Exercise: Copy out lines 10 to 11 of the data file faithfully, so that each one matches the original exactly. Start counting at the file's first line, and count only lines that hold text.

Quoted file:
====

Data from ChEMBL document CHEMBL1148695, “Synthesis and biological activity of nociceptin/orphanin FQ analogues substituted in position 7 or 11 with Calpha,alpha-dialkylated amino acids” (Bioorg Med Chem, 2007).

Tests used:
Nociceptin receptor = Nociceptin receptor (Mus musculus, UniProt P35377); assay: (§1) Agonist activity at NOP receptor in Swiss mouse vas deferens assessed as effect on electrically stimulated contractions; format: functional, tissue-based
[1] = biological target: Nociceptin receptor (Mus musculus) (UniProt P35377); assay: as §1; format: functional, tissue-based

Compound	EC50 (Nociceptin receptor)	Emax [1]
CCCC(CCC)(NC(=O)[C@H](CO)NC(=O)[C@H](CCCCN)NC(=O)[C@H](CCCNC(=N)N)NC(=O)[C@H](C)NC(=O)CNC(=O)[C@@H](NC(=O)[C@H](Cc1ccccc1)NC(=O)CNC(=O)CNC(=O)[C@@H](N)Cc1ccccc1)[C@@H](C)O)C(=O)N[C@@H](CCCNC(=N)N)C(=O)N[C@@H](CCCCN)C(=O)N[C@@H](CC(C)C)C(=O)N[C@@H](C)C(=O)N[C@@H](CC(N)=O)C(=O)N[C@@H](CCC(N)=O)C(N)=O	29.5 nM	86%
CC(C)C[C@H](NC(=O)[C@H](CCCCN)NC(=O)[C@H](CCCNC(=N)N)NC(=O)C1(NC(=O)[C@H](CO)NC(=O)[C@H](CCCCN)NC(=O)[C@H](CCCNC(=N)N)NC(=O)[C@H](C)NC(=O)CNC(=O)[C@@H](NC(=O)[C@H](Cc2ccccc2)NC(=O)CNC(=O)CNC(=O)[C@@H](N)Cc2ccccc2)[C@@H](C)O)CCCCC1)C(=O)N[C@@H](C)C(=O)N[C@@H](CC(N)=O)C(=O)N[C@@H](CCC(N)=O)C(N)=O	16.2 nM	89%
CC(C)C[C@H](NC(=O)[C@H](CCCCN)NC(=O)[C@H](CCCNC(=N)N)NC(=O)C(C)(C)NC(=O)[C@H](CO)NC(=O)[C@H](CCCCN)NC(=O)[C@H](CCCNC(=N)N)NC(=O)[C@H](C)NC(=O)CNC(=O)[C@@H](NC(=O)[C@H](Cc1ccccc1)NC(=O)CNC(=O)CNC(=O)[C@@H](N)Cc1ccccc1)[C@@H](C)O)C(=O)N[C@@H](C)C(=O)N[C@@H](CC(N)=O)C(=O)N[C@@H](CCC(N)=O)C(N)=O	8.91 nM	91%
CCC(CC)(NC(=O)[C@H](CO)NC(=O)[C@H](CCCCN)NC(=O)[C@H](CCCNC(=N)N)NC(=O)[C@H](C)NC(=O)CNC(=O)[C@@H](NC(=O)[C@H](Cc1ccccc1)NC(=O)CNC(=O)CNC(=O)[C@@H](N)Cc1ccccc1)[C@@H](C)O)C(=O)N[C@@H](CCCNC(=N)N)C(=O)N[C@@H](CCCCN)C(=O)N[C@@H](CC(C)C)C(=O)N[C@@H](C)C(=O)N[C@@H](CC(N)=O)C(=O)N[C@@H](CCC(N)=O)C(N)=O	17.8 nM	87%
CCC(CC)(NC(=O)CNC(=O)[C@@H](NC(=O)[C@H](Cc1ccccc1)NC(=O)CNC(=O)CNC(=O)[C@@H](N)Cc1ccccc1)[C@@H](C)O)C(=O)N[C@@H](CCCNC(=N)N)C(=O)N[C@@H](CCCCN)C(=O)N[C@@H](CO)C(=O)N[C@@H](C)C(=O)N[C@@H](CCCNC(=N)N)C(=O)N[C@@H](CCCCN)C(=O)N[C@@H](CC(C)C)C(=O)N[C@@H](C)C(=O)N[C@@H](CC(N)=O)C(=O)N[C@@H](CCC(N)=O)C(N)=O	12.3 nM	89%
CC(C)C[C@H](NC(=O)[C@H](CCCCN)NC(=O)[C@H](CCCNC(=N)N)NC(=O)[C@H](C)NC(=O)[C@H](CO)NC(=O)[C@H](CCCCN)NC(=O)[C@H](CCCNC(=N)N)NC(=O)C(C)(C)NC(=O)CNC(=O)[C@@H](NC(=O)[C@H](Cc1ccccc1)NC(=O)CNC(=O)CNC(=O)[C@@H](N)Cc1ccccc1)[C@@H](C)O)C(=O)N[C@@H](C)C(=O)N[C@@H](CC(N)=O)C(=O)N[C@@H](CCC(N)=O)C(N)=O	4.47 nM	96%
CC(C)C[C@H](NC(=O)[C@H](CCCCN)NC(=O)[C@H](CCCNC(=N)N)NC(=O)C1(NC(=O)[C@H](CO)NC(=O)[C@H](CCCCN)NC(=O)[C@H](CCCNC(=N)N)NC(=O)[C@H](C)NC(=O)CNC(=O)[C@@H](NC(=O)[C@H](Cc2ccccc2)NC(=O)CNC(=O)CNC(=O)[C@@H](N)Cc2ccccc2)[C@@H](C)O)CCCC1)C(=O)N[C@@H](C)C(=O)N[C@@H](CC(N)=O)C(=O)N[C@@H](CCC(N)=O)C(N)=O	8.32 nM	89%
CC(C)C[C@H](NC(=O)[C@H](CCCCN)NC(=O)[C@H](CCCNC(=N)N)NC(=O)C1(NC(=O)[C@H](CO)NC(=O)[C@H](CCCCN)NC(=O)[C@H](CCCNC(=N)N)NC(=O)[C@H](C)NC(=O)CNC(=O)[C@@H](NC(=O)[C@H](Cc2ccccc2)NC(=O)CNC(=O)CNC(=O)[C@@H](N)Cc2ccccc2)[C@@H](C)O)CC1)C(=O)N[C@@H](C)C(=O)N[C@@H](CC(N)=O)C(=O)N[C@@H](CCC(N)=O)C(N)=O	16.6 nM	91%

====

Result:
CCC(CC)(NC(=O)CNC(=O)[C@@H](NC(=O)[C@H](Cc1ccccc1)NC(=O)CNC(=O)CNC(=O)[C@@H](N)Cc1ccccc1)[C@@H](C)O)C(=O)N[C@@H](CCCNC(=N)N)C(=O)N[C@@H](CCCCN)C(=O)N[C@@H](CO)C(=O)N[C@@H](C)C(=O)N[C@@H](CCCNC(=N)N)C(=O)N[C@@H](CCCCN)C(=O)N[C@@H](CC(C)C)C(=O)N[C@@H](C)C(=O)N[C@@H](CC(N)=O)C(=O)N[C@@H](CCC(N)=O)C(N)=O	12.3 nM	89%
CC(C)C[C@H](NC(=O)[C@H](CCCCN)NC(=O)[C@H](CCCNC(=N)N)NC(=O)[C@H](C)NC(=O)[C@H](CO)NC(=O)[C@H](CCCCN)NC(=O)[C@H](CCCNC(=N)N)NC(=O)C(C)(C)NC(=O)CNC(=O)[C@@H](NC(=O)[C@H](Cc1ccccc1)NC(=O)CNC(=O)CNC(=O)[C@@H](N)Cc1ccccc1)[C@@H](C)O)C(=O)N[C@@H](C)C(=O)N[C@@H](CC(N)=O)C(=O)N[C@@H](CCC(N)=O)C(N)=O	4.47 nM	96%